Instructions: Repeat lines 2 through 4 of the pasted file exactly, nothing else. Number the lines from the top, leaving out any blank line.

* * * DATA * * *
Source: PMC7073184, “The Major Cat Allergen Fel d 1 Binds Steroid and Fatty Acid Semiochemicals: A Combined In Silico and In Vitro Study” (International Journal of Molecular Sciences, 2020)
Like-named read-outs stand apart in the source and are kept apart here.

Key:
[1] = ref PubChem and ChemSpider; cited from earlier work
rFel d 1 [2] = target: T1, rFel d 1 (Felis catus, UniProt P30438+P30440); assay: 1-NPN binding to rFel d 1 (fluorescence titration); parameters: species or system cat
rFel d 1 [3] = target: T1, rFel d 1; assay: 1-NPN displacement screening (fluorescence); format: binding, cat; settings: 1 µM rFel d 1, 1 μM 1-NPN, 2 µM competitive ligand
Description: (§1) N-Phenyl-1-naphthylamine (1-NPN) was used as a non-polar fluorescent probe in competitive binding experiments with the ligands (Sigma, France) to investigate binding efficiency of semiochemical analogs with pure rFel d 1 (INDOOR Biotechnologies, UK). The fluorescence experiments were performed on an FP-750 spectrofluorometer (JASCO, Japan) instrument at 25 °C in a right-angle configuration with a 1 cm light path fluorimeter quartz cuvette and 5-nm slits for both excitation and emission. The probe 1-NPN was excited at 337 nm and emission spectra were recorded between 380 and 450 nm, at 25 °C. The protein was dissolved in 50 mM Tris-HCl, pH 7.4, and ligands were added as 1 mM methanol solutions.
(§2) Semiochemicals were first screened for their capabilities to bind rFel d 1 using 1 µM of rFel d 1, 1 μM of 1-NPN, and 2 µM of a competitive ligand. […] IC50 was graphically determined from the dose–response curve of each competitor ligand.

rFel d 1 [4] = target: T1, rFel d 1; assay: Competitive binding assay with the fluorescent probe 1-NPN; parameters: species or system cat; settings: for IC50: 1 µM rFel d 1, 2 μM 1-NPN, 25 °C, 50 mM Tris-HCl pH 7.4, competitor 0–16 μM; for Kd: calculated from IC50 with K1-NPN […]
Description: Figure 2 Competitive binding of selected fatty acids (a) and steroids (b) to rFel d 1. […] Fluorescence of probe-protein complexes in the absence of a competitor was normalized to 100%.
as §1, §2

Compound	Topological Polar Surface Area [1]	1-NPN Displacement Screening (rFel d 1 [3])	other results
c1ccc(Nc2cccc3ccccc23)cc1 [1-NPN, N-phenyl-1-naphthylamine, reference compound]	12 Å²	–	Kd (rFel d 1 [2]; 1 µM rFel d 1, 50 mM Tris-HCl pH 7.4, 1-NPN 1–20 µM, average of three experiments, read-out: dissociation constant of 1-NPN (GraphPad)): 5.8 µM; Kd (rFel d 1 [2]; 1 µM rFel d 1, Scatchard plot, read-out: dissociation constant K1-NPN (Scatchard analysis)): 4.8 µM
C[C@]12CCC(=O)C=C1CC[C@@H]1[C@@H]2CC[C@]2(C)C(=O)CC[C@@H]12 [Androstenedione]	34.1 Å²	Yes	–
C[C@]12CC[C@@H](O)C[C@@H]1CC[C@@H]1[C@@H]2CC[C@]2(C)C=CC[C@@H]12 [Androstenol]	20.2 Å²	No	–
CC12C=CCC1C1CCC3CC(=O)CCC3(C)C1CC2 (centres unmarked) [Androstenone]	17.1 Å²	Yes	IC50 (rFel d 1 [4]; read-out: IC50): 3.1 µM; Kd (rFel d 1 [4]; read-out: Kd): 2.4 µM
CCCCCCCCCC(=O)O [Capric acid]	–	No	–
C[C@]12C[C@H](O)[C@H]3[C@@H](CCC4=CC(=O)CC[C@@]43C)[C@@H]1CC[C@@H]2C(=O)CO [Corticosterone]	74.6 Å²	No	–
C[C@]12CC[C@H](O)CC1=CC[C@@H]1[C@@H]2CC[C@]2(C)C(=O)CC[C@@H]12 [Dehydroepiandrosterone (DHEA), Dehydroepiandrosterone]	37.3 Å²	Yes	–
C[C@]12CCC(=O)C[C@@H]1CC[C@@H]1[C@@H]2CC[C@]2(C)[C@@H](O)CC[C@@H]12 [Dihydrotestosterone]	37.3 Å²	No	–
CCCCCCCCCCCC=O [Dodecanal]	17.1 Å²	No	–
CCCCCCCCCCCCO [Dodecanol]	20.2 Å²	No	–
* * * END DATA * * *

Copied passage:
Like-named read-outs stand apart in the source and are kept apart here.

Key:
[1] = ref PubChem and ChemSpider; cited from earlier work